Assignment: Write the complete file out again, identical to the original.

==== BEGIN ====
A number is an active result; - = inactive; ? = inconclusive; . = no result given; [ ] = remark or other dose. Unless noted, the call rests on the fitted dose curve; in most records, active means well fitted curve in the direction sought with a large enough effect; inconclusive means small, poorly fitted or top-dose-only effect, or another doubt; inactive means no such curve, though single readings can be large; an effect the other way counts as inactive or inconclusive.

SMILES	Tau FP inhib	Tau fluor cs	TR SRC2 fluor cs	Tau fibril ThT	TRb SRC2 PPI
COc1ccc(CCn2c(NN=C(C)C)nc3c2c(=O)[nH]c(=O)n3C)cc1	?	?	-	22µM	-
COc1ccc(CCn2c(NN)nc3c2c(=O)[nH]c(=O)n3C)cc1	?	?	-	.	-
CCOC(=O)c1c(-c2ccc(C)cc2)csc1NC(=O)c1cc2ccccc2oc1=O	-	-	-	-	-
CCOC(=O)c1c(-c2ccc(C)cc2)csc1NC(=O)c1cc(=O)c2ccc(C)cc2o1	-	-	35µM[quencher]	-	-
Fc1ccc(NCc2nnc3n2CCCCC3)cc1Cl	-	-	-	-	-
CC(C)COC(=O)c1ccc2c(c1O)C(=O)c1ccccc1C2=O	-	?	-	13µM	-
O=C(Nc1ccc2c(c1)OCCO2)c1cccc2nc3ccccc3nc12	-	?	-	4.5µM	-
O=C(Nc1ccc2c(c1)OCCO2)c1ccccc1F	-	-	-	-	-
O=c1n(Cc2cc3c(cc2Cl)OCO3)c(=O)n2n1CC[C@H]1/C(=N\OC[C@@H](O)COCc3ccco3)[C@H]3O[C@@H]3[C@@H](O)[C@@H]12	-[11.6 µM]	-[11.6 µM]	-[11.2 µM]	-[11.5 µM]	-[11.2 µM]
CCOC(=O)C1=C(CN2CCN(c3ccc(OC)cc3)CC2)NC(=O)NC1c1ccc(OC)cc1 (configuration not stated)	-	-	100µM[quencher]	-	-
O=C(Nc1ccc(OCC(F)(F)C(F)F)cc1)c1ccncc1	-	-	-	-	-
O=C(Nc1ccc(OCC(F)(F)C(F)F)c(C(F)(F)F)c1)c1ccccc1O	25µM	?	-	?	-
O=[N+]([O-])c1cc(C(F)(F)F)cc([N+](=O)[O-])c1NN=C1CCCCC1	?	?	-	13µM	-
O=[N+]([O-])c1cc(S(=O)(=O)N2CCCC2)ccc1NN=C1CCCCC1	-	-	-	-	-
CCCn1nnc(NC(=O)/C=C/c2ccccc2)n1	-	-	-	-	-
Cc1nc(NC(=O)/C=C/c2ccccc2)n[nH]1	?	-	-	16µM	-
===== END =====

A number is an active result; - = inactive; ? = inconclusive; . = no result given; [ ] = remark or other dose. Unless noted, the call rests on the fitted dose curve; in most records, active means well fitted curve in the direction sought with a large enough effect; inconclusive means small, poorly fitted or top-dose-only effect, or another doubt; inactive means no such curve, though single readings can be large; an effect the other way counts as inactive or inconclusive.

SMILES	Tau FP inhib	Tau fluor cs	TR SRC2 fluor cs	Tau fibril ThT	TRb SRC2 PPI
COc1ccc(CCn2c(NN=C(C)C)nc3c2c(=O)[nH]c(=O)n3C)cc1	?	?	-	22µM	-
COc1ccc(CCn2c(NN)nc3c2c(=O)[nH]c(=O)n3C)cc1	?	?	-	.	-
CCOC(=O)c1c(-c2ccc(C)cc2)csc1NC(=O)c1cc2ccccc2oc1=O	-	-	-	-	-
CCOC(=O)c1c(-c2ccc(C)cc2)csc1NC(=O)c1cc(=O)c2ccc(C)cc2o1	-	-	35µM[quencher]	-	-
Fc1ccc(NCc2nnc3n2CCCCC3)cc1Cl	-	-	-	-	-
CC(C)COC(=O)c1ccc2c(c1O)C(=O)c1ccccc1C2=O	-	?	-	13µM	-
O=C(Nc1ccc2c(c1)OCCO2)c1cccc2nc3ccccc3nc12	-	?	-	4.5µM	-
O=C(Nc1ccc2c(c1)OCCO2)c1ccccc1F	-	-	-	-	-
O=c1n(Cc2cc3c(cc2Cl)OCO3)c(=O)n2n1CC[C@H]1/C(=N\OC[C@@H](O)COCc3ccco3)[C@H]3O[C@@H]3[C@@H](O)[C@@H]12	-[11.6 µM]	-[11.6 µM]	-[11.2 µM]	-[11.5 µM]	-[11.2 µM]
CCOC(=O)C1=C(CN2CCN(c3ccc(OC)cc3)CC2)NC(=O)NC1c1ccc(OC)cc1 (configuration not stated)	-	-	100µM[quencher]	-	-
O=C(Nc1ccc(OCC(F)(F)C(F)F)cc1)c1ccncc1	-	-	-	-	-
O=C(Nc1ccc(OCC(F)(F)C(F)F)c(C(F)(F)F)c1)c1ccccc1O	25µM	?	-	?	-
O=[N+]([O-])c1cc(C(F)(F)F)cc([N+](=O)[O-])c1NN=C1CCCCC1	?	?	-	13µM	-
O=[N+]([O-])c1cc(S(=O)(=O)N2CCCC2)ccc1NN=C1CCCCC1	-	-	-	-	-
CCCn1nnc(NC(=O)/C=C/c2ccccc2)n1	-	-	-	-	-
Cc1nc(NC(=O)/C=C/c2ccccc2)n[nH]1	?	-	-	16µM	-